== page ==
The Last Word
Bringing Security Together
- By Brent Dirks
- Jun 01, 2006
OVER the past years, many new security technologies have been introduced to improve public safety and security, including higher-resolution cameras, sophisticated DVRs, intelligent video software, biometrics and a whole host of other solutions.
But while these technologies have improved, security teams have been left with vast amounts of data coming from various different sources and a challenge of putting the information together in a usable package to help the public.
And no place understands that challenge more than airports, including the San Diego International Airport.
The airport, located in the second-most populous city in California and seventh-most in the United States, is the busiest one-runway airport in the world with more than 17 million passengers per year.
"It's crucial for airports to have airport domain awareness to prevent and detect actions against civil aviation -- a comprehensive, multi-sensor system that integrates with existing security systems, but also is open enough to adapt to new security technologies," said Mark Denari, director of aviation security for the San Diego Regional Airport Authority.
Finding a System
To accomplish that goal, Denari and the San Diego Regional Airport Authority looked to Surveillint, a security solution from Sunnyvale, Calif.-based Proximex.
"Security systems have been around for quite a while, but recent events drove a renewed emphasis on security," said Larry Lien, vice president of product development at Proximex. "The key problem that we found, however, was that these improved technologies only minimally improved security operations and public safety -- primarily due to the lack of integration of these devices. Customers in the security market needed a way to get more out of the security investments they had already made and improve responsiveness to security incidents."
Surveillint integrates with the airport's existing security systems and automatically fuses incident-related security information in real time. With Surveillint, six standalone security and surveillance systems at the facility are integrated into a common Windows®-based user interface.
And Proximex took a page from IT when designing Surveillint to create a solution that would fuse information together to provide security teams actionable intelligence and situational awareness.
"Surveillint was created with the idea that the physical security market needed a solution that intelligently integrated information from many different systems, fused the relevant information and displayed the information so a team could respond accurately and quickly -- much like the need in the IT industry to integrate IT systems, application and network information to take business action," Lien said.
Anchoring Surveillint is a management middleware system dubbed the REDS (real-time, enterprise, distributed security) framework. REDS allows the information from various different sources to be integrated together. The framework is designed using Microsoft's .NET architecture, allowing for scalability for thousands of sensors and support for numerous types of different security systems.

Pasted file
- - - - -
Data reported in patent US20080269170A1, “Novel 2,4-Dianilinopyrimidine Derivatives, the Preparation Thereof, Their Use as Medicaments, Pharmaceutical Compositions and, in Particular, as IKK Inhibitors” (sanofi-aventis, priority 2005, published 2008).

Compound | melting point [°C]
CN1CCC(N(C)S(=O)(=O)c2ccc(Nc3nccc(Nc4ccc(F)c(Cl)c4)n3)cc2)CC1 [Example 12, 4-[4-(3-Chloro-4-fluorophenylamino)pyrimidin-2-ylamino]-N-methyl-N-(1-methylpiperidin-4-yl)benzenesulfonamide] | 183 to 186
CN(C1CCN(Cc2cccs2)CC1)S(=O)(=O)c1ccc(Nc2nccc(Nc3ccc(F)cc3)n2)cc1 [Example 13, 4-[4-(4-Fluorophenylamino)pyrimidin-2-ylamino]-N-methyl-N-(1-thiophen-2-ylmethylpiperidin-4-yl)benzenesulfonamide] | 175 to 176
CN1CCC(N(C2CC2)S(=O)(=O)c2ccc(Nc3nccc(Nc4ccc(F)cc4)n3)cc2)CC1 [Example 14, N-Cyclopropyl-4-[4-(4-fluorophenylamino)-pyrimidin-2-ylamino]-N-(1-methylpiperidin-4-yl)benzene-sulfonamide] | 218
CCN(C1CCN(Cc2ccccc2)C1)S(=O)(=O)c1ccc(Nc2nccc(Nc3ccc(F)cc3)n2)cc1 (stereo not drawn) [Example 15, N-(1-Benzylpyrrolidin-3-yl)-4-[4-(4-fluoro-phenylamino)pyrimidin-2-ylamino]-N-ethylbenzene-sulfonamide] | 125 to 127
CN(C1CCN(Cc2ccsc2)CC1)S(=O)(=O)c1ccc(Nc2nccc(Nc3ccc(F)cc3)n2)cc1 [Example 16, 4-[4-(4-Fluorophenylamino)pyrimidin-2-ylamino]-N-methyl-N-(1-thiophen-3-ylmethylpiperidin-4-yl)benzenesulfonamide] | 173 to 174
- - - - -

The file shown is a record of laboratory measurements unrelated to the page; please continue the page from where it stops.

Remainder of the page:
Proximex builds integration modules with a number of different security subsystems which are able to bi-directionally communicate to both receive information and send information, or take control of a subsystem.
REDS then normalizes information from the various security subsystems and fuses all the related data together so that information from a related incident is automatically displayed to a security team when it occurs.
The System in Action
At the airport, for example, if a forced door entry occurs, the operator is automatically shown in one window: the alarm details, the related queued video right before the alarm was generated, live-camera video, the last people who have swiped their badge through the door and response instructions.
After the operator reviews the alert, information can be sent to first responders via e-mail, pager or PDA.
For protecting the airport, the system is organized around a map user interface that allows for a visualization of the entire physical security layout, and an event-based database. But the interface and database can be configured for a large number of applications, including border access and immigration, utilities, government facilities and casinos.
And the feedback from the San Diego airport has been positive. The airport has been able to improve safety and security, reduce overall costs and improve its return on investment while being able to upgrade technology easily in the future because of the middleware function of Surveillent, Lien said.
"The guards and operators not only like the intuitiveness, but also the comprehensiveness of the user interface," he said. "The supervisors like the ability to report on each incident and audit the actions taken on an alarm, and management likes the open framework approach and the ability for the system to provide total airport situational awareness so that they can improve security and public safety."